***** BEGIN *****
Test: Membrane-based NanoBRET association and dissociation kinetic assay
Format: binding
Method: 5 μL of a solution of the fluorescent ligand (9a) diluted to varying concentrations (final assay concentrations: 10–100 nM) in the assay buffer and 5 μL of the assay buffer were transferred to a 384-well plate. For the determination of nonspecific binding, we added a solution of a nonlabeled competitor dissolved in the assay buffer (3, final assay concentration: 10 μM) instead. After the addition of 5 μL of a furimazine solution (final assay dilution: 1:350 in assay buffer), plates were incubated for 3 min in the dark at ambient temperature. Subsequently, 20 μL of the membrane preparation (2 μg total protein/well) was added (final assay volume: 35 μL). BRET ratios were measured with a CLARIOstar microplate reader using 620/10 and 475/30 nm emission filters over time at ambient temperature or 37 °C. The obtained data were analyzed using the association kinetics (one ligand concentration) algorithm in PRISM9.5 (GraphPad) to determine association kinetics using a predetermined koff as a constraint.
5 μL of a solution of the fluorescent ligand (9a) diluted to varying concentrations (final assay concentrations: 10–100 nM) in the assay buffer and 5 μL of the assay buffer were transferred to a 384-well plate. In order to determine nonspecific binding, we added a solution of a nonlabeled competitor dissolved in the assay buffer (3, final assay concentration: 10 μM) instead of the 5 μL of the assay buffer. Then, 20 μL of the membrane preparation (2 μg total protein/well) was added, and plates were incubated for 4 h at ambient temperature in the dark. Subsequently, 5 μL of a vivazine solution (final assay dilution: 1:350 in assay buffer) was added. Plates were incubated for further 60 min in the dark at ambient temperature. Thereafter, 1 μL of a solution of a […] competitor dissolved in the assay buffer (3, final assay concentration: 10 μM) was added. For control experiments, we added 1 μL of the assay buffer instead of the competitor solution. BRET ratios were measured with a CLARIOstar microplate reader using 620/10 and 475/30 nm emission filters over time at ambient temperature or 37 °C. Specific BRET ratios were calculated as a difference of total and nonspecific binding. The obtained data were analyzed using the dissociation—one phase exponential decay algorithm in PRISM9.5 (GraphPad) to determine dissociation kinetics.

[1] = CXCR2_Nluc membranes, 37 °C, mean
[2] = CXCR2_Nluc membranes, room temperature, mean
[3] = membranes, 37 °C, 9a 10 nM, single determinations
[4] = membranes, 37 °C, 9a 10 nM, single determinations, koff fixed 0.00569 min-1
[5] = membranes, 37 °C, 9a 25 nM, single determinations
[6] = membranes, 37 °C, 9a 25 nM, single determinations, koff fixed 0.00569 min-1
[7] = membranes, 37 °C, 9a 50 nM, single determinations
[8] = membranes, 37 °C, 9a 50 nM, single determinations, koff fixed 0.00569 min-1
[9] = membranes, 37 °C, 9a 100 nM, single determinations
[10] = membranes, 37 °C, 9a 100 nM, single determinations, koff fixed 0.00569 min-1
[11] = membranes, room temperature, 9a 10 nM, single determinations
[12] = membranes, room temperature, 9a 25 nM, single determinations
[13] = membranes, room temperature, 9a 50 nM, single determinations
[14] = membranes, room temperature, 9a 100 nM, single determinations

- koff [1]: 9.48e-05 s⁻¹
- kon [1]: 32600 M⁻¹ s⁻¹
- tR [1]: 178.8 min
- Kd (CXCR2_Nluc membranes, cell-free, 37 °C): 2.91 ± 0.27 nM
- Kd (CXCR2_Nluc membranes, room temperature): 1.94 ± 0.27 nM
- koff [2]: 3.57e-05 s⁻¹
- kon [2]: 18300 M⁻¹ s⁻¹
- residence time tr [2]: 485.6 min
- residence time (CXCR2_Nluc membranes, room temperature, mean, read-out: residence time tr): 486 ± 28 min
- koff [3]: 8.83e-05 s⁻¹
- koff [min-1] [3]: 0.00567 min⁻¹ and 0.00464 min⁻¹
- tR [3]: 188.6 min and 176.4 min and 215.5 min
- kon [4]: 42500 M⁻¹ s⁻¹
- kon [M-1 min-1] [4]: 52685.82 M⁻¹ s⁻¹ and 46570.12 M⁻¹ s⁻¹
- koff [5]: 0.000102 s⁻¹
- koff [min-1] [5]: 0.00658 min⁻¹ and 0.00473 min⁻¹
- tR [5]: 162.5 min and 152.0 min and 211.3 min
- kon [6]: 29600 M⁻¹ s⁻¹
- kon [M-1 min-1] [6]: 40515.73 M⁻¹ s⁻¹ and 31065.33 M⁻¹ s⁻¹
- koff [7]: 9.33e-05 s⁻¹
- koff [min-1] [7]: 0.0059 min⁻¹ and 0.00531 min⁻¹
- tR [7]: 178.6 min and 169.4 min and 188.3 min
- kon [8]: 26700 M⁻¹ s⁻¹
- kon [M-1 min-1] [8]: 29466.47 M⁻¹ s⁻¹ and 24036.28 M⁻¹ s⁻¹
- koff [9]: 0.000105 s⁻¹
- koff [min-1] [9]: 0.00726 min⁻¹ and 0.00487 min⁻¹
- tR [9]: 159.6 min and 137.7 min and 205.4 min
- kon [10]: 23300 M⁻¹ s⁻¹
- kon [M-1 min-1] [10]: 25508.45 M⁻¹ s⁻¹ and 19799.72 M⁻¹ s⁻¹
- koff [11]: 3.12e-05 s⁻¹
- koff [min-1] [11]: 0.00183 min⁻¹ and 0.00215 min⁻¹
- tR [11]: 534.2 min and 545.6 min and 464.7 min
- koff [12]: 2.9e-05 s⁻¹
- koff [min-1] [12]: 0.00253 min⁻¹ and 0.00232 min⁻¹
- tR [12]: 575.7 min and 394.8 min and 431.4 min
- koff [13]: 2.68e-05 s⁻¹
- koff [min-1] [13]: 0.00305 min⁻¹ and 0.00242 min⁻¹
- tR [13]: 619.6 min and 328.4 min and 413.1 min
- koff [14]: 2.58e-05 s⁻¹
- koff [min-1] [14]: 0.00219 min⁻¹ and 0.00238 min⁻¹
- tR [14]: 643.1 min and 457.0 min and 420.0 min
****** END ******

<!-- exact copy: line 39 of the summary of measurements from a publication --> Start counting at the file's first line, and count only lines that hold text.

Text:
- koff [min-1] [7]: 0.0059 min⁻¹ and 0.00531 min⁻¹